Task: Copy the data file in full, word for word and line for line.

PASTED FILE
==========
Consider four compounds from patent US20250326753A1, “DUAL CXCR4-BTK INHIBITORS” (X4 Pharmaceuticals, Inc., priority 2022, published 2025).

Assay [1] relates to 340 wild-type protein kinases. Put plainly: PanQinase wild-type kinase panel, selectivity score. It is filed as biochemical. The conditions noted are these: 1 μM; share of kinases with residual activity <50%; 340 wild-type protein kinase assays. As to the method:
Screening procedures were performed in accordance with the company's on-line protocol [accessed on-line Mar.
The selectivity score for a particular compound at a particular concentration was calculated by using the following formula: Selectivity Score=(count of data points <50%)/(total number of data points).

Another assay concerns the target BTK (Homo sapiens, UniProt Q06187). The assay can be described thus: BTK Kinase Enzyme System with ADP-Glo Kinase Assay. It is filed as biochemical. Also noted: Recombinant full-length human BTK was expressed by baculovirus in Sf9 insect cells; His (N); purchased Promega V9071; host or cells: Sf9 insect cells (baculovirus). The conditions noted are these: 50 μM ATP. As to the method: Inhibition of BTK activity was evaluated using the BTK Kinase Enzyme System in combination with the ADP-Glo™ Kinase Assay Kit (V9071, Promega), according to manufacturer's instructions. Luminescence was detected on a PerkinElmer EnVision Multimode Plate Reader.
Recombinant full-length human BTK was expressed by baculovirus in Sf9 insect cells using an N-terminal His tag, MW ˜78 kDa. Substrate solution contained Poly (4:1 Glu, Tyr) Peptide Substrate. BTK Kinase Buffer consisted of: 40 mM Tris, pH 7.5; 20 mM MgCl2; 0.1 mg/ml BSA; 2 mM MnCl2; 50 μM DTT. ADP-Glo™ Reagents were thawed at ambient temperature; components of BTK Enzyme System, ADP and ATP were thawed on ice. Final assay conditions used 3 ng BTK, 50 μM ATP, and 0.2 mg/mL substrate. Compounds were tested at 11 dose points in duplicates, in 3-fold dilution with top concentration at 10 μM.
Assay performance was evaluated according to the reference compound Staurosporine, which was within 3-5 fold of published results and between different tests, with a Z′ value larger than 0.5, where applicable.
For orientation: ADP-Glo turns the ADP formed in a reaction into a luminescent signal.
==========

Consider four compounds from patent US20250326753A1, “DUAL CXCR4-BTK INHIBITORS” (X4 Pharmaceuticals, Inc., priority 2022, published 2025).

Assay [1] relates to 340 wild-type protein kinases. Put plainly: PanQinase wild-type kinase panel, selectivity score. It is filed as biochemical. The conditions noted are these: 1 μM; share of kinases with residual activity <50%; 340 wild-type protein kinase assays. As to the method:
Screening procedures were performed in accordance with the company's on-line protocol [accessed on-line Mar.
The selectivity score for a particular compound at a particular concentration was calculated by using the following formula: Selectivity Score=(count of data points <50%)/(total number of data points).

Another assay concerns the target BTK (Homo sapiens, UniProt Q06187). The assay can be described thus: BTK Kinase Enzyme System with ADP-Glo Kinase Assay. It is filed as biochemical. Also noted: Recombinant full-length human BTK was expressed by baculovirus in Sf9 insect cells; His (N); purchased Promega V9071; host or cells: Sf9 insect cells (baculovirus). The conditions noted are these: 50 μM ATP. As to the method: Inhibition of BTK activity was evaluated using the BTK Kinase Enzyme System in combination with the ADP-Glo™ Kinase Assay Kit (V9071, Promega), according to manufacturer's instructions. Luminescence was detected on a PerkinElmer EnVision Multimode Plate Reader.
Recombinant full-length human BTK was expressed by baculovirus in Sf9 insect cells using an N-terminal His tag, MW ˜78 kDa. Substrate solution contained Poly (4:1 Glu, Tyr) Peptide Substrate. BTK Kinase Buffer consisted of: 40 mM Tris, pH 7.5; 20 mM MgCl2; 0.1 mg/ml BSA; 2 mM MnCl2; 50 μM DTT. ADP-Glo™ Reagents were thawed at ambient temperature; components of BTK Enzyme System, ADP and ATP were thawed on ice. Final assay conditions used 3 ng BTK, 50 μM ATP, and 0.2 mg/mL substrate. Compounds were tested at 11 dose points in duplicates, in 3-fold dilution with top concentration at 10 μM.
Assay performance was evaluated according to the reference compound Staurosporine, which was within 3-5 fold of published results and between different tests, with a Z′ value larger than 0.5, where applicable.
For orientation: ADP-Glo turns the ADP formed in a reaction into a luminescent signal.